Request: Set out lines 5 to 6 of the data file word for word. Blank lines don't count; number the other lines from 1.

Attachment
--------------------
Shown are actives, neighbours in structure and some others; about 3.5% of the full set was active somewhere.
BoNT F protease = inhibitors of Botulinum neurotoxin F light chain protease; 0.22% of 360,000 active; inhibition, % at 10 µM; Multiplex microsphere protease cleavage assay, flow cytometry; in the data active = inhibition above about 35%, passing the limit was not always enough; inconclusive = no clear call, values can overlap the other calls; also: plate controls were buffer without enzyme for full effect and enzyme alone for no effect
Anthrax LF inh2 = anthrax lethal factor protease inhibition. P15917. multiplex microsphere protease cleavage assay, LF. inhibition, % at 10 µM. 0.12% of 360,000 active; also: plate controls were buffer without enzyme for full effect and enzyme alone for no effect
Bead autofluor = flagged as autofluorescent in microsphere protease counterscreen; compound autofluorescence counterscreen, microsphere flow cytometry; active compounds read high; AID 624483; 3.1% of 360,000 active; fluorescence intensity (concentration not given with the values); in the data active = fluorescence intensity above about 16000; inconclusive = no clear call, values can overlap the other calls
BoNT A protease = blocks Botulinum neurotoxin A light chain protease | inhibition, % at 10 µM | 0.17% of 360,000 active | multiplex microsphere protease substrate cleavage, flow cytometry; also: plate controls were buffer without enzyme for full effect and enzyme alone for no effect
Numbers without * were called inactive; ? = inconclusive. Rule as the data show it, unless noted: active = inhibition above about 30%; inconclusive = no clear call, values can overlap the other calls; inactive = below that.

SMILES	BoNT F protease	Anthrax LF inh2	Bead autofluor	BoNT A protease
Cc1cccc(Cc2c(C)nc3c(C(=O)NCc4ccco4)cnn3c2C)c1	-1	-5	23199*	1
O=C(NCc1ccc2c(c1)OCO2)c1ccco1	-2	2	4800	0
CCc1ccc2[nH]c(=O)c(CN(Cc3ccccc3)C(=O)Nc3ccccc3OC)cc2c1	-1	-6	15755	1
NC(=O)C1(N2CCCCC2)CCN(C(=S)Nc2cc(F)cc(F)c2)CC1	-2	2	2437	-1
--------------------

BoNT A protease = blocks Botulinum neurotoxin A light chain protease | inhibition, % at 10 µM | 0.17% of 360,000 active | multiplex microsphere protease substrate cleavage, flow cytometry; also: plate controls were buffer without enzyme for full effect and enzyme alone for no effect
Numbers without * were called inactive; ? = inconclusive. Rule as the data show it, unless noted: active = inhibition above about 30%; inconclusive = no clear call, values can overlap the other calls; inactive = below that.